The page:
Luang Prabang cruise port guide

Claire Boobbyer
Luang Prang's skyline is lined with palm trees - Craig Hastings

Why go?

The royal and spiritual capital of Laos for centuries, tiny Luang Prabang’s architecture is an exquisite mix of the sacred and profane. Glittering golden Buddhist temples and handsome Lao-Gallic villas dot a palm tree-lined peninsula set between the confluence of the Mekong and Nam Khan rivers in rugged mountain territory. Boats moor directly behind the Royal Palace.

Location

Boats dock behind the Royal Palace in the centre of town; a slip road leads up from the river to the main riverside road. It would be unusual for passengers to have to walk across other boats to reach shore; the weather may affect the mooring location.

Can I walk to any places of interest?

All the main sights of interest on the small, flat peninsula are within walking distance. A mild incline rises on the west-east Kounxoa Road. Between the Royal Palace and the city’s temple highlight, Wat Xieng Thong, is just over half a mile’s (a kilometre) walk. Crossing the peninsula north to south takes less than five minutes.

Getting around

Tuk tuk drivers, who speak some English, are parked up almost everywhere. Local journeys cost between 20,000-30,000 kip (£1.80 to £2.70). A blissful way to see the town is via a city bicycle (most come with baskets attached) for 20,000 kip per day (passport required) from the numerous spots and cafés that hire them.

What to see and do

What can I do in four hours or less?

Half-day cruise excursions take in the city temple highlight, glorious 16th-century Wat Xieng Thong with its dazzling mosaic decorations and staggeringly huge funeral chariot of Lao King Sisavangvong; the fascinating early 20th-century Royal Palace, home to the kings of Laos until 1975, and to the city’s golden Phra Bang statue, the source of the city’s protection; the beautiful bas-relief work, and golden stencilling of the multi-tiered roofed 18th-century Wat Mai. Climb Mount Phousi, topped by golden stupa Chomsi, opposite the Royal Palace, at sunset (or just before to escape the crowds) for magical mountain and city views. A sundowner watching the pink setting sun leak across the sky is memorable at one of the many Mekong River bar terraces.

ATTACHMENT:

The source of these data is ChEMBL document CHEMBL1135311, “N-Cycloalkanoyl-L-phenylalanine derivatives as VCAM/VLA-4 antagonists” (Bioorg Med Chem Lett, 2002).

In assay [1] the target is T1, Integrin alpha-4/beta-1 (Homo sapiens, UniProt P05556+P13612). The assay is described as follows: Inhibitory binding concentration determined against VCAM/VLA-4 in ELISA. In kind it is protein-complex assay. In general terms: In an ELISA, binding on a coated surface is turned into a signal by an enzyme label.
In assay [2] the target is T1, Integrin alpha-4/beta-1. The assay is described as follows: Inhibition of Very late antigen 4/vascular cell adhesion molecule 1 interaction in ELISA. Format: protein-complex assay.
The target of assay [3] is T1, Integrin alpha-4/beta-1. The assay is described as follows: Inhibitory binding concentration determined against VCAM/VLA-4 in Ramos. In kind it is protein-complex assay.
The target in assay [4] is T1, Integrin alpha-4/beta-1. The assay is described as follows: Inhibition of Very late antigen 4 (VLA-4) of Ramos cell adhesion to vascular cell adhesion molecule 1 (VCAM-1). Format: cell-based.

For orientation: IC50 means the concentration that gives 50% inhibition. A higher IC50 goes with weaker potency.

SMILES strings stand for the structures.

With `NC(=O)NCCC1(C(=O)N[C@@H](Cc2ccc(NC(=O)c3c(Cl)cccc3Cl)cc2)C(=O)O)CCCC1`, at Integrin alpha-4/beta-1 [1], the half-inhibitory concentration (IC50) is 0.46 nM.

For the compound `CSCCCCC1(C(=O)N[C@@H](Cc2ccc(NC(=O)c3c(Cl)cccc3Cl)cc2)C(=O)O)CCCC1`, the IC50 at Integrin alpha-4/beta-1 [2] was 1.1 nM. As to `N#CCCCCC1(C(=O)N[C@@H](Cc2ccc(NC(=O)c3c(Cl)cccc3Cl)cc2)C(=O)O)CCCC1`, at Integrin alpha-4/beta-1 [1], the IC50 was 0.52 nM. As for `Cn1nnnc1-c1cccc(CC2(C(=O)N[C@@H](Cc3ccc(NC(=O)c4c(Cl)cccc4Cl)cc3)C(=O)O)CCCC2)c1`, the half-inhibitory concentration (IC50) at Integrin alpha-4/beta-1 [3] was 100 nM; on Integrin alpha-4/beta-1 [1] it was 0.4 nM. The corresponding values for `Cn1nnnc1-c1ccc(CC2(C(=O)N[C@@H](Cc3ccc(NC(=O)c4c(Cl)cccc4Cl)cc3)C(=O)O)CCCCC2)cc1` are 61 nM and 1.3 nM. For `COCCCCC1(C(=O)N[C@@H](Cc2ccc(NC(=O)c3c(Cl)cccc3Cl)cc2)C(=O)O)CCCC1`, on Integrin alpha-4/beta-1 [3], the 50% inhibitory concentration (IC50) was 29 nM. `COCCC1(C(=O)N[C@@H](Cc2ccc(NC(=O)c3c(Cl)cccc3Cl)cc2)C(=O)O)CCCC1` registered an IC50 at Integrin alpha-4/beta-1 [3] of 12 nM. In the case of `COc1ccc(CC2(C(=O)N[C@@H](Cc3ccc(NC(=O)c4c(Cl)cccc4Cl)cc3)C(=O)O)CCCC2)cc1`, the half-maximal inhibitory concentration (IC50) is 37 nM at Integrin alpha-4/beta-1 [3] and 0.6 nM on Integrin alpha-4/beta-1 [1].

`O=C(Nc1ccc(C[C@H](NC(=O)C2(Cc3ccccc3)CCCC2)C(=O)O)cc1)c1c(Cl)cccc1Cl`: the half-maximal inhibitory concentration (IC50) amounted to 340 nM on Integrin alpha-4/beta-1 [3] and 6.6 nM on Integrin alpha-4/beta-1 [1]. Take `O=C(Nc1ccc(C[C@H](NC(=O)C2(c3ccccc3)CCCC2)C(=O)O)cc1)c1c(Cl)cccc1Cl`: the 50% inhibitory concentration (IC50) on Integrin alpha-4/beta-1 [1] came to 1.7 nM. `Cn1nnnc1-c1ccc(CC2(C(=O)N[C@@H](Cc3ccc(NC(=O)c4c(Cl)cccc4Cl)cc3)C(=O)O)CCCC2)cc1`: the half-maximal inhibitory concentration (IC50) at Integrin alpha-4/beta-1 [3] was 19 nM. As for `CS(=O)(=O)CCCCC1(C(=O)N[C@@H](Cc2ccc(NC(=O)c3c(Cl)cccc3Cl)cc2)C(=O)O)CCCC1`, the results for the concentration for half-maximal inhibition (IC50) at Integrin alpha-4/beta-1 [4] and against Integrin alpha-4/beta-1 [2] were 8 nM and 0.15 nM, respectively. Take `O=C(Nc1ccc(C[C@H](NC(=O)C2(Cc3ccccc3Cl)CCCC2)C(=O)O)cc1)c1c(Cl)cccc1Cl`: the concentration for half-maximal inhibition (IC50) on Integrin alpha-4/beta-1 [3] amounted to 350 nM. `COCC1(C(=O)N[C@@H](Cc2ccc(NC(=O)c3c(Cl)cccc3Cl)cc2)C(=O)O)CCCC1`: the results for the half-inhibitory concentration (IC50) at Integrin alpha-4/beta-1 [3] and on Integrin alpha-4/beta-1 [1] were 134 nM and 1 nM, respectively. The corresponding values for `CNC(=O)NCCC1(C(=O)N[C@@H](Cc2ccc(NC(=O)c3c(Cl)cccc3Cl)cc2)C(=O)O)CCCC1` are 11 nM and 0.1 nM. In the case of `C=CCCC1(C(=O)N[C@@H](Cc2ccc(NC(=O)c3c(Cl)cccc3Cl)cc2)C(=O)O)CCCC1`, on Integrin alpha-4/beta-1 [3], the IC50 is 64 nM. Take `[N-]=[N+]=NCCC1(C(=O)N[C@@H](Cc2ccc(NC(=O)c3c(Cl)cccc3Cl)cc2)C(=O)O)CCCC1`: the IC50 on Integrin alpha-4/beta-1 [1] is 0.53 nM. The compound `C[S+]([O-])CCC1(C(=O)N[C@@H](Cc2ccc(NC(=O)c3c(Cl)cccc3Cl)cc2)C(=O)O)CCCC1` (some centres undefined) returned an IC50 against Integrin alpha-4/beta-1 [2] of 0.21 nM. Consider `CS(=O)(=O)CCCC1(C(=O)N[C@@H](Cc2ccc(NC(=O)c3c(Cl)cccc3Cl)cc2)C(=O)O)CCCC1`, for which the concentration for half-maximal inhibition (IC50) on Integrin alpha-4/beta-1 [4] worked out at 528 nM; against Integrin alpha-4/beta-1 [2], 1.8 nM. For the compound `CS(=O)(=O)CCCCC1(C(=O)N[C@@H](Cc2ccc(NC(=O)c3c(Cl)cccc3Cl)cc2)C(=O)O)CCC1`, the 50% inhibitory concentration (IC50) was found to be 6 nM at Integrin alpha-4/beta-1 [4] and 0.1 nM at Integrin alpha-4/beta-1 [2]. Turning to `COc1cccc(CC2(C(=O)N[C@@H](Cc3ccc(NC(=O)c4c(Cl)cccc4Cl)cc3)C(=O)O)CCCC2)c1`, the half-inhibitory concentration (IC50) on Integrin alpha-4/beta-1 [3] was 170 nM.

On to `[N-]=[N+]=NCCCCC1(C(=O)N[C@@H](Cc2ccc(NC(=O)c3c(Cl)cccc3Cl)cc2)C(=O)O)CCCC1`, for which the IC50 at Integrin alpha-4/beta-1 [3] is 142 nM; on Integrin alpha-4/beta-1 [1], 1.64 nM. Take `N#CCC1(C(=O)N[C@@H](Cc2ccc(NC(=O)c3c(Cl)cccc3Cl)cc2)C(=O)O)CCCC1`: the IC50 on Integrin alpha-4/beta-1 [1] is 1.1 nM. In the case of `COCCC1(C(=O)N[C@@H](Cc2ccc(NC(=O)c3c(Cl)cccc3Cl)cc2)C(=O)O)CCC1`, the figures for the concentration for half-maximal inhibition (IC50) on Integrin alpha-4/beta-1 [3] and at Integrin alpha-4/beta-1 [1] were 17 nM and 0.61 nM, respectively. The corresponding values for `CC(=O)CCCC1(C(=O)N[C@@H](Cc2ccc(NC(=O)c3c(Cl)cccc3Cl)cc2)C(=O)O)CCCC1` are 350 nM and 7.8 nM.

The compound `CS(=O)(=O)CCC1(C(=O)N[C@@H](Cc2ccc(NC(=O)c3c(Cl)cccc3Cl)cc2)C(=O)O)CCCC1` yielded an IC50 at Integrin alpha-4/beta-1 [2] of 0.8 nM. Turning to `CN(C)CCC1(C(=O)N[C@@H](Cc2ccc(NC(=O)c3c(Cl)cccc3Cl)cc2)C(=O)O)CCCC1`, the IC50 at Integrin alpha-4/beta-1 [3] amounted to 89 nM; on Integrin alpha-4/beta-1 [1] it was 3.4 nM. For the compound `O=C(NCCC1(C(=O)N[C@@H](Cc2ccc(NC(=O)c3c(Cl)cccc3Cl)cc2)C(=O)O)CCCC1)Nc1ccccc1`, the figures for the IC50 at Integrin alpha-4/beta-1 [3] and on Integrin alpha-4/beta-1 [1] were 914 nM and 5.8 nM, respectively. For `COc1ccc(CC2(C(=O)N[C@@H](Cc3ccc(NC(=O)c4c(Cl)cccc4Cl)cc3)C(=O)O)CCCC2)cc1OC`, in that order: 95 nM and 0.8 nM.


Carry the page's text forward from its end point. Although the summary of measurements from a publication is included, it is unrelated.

The Royal Palace Credit: Getty

What can I do in eight hours or less?

Magical Luang Prabang is made for walking. Wander the peninsula, the frangipani-framed alleyways, and visit lesser known wats (golden Wat Paphaimisaiyara is visually gorgeous and tucked down Sisavangvatthana Road opposite the impressive green and cream Lao-Gallic Institute Francais).

Laos’ 49 ethnic minorities are explored through engaging exhibits at the Traditional Arts & Ethnology Centre. Between 1964-73, the US dropped two million tonnes of bombs on Laos during the ‘Secret War’. Unexploded bombs still cause devastating injuries. Learn more at the UXO Laos Visitor Center. Plant lovers should hop on the regular boat downriver to Pha Tad Ke, Laos’ only botanical gardens (with organic food café on site).

Textile fans can book in to a weaving or batik class at Ock Pop Tock; free transport included. Meet novice monks for a deep dive into ritual and religion through new Orange Robe Tours.

Wat Xieng Thong temple features an elaborate tree of life mosaic Credit: Getty

Eat and drink

Popular snack khaipen – dried and fried river algae coated in sesame and garlic – goes down a treat with cold Beer Lao. Saffron Coffee offers northern Laos brew. Try Lao food tasting menus at pretty Dyen Sabai, or Tamarind. Vegetarian Café del Mundo is perfectly situated alongside the Royal Palace. Splashing out? Dine at Paste Laos. At the helm are 2018 Michelin-star Paste Bangkok restaurant chefs. Paste Laos’ menu draws on recipes created by a chef to the now banished Lao Royal Family. Lantern-lit 525’s garden is the spot for creative cocktails.

Don’t leave Laos without…

Buying handicrafts, and other souvenirs at the night market on the main strip. For photographic prints and antiques visit Asiama. Browse Passa Paa for contemporary textiles using traditional motifs. Buy upcycled jewellery made from bomb scrap at Queen Design, and minority handicrafts at Ma Té Sai.

Need to know

Flight time from the UK

No direct flights from the UK to Luang Prabang are available. Flights via Bangkok (11 hours 25 minutes ) are followed by a connecting flight to the city (one hour 45 minutes to two hours). 

A tuk tuk can be a quick way to navigate the city Credit: Getty

Safety

Luang Prabang is a very safe city by day and night. The usual precautions apply regarding valuables.

Best time to go

Monsoon season runs from May to October. During Lao New Year (April 14 to 16) visitors might get a water drenching as locals shower passersby during a festival that marks the coming of the rains. Autumn lunar calendar date Lhai Heua Fai (Festival of Light) is an uplifting and beautiful festival.